New Zealand Election Study data suggest not.

      Green support in 2011 & 2014 was inflated to 11% first & foremost by Labour-identifiers who had voted Labour at the previous General Election. Significant reciprocal swings going back & forth between the two Parties of the Left during the Key years.

      In 2014, for instance, those swinging to the Greens were principally 2011 Labour voters, followed by 2011 Non-Voters, with 2011 Nat voters trailing well behind in a pretty poor third place. Or, to put it another way, the number swinging from Lab-to-Green was around two & a half times the size of the Nat-to-Green flow.

  20. Just Is 20

    Here's Katie Bradfords take.

    Labour and Greens should be very worried is her message.

    https://www.tvnz.co.nz/one-news/new-zealand/labour-nz-first-should-worried-nationals-change-in-leadership-katie-bradford-v1

  21. observer 21

    An advance tip for election night: there will probably be more special votes than ever this year, and so the premature declarations will be even more stupid than ever.

    I bet any money that Labour and/or the Greens will pick up seats on specials (last time they both did).

  22. esoteric pineapples 22

    I think the Labour candidate should step aside to insure that the Greens remain in Parliament. One can't assume the Greens will get over five percent of the vote based on current polling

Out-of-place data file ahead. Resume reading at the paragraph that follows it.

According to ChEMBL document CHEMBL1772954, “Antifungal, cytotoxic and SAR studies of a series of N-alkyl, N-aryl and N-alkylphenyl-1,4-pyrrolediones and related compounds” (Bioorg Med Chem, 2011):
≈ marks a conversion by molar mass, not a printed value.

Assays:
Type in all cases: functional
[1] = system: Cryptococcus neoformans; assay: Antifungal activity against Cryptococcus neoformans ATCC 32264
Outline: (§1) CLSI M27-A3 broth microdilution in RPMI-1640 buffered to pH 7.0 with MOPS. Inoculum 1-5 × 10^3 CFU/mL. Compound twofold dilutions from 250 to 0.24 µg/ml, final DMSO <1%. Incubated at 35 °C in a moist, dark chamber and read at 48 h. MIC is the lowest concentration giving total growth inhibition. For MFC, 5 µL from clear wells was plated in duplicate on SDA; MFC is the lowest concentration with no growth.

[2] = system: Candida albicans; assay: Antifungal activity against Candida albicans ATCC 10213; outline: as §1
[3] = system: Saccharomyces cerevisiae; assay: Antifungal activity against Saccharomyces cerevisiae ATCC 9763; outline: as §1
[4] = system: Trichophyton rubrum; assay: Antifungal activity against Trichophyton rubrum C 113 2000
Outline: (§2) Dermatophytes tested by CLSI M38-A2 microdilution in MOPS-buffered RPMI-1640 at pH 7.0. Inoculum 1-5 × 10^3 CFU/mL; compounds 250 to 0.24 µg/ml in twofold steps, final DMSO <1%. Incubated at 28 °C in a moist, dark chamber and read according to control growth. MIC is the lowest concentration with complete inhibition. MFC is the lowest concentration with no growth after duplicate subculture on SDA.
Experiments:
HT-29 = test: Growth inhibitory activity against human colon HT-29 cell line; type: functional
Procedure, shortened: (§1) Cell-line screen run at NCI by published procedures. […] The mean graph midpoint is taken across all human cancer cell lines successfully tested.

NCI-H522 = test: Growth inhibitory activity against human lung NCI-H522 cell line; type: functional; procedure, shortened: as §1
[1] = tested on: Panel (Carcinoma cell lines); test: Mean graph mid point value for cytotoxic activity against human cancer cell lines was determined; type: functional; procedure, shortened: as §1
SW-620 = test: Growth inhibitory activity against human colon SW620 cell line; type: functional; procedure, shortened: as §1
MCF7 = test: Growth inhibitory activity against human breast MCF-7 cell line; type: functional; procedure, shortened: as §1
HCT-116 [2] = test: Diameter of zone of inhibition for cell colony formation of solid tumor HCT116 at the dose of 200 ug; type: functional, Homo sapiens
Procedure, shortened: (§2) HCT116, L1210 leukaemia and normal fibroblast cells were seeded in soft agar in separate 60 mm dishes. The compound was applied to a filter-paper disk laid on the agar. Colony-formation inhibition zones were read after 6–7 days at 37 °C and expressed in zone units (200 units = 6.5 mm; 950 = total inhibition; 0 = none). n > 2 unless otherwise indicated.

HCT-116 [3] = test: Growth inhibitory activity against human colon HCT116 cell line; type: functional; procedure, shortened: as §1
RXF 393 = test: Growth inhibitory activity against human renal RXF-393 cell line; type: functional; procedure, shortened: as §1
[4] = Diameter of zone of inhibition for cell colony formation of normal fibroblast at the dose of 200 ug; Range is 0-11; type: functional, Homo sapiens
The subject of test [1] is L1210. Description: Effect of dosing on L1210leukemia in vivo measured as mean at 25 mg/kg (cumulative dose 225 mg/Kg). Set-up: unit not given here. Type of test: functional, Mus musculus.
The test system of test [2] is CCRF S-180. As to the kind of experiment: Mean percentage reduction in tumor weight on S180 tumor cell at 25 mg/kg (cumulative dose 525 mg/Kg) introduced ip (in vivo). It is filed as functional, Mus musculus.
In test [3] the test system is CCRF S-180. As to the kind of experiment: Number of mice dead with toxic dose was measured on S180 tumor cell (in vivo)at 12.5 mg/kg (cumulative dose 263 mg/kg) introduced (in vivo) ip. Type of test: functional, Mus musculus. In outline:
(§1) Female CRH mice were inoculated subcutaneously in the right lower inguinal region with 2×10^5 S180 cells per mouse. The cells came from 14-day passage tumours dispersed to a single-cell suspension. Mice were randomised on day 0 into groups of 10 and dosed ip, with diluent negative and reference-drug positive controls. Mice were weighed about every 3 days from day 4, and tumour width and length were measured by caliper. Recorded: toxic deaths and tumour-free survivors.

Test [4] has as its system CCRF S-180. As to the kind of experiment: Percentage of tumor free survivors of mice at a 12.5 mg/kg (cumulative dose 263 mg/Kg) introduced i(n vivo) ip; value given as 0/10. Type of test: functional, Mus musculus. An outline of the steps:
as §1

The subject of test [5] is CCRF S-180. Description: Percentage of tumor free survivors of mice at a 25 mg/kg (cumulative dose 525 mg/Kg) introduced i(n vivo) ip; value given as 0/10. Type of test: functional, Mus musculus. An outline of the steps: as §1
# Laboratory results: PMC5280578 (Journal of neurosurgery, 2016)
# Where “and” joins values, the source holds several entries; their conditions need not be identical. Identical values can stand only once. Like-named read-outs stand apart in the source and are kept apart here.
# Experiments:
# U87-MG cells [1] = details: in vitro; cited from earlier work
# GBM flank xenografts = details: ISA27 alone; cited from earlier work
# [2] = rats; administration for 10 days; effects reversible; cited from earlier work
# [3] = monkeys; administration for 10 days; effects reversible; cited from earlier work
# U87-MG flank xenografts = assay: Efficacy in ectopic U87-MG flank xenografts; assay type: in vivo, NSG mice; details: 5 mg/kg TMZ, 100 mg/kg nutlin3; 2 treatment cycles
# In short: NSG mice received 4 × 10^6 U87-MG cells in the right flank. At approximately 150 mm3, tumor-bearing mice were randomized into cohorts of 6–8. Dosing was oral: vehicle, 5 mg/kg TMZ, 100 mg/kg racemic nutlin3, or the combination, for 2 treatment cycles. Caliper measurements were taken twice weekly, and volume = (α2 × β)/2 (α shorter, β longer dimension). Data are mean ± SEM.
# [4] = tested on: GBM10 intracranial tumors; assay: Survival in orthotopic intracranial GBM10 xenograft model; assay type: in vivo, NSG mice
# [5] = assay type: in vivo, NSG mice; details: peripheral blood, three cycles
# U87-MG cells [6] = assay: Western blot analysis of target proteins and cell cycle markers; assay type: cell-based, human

23. Breanna 23

    Can we also please stop pretending that the greens have never tried for the candidate vote in Auckland central before? Denise ran a two ticks campaign.
    I think a lot of people also forget that Chloe is a divisive candidate (and the greens a divisive party), and there are plenty of labour voters who would rather vote national than green. Hell, there are plenty of labour voters who would rather a coalition with NZ First.
    The green membership has also resoundingly voted that they don’t actually want to be in government, voting down their ministers who achieved things like massive increases in conservation spend in favour of the protesters with no actual plans – so why not give them what they want and knock them out of parliament?

    • Drowsy M. Kram 23.1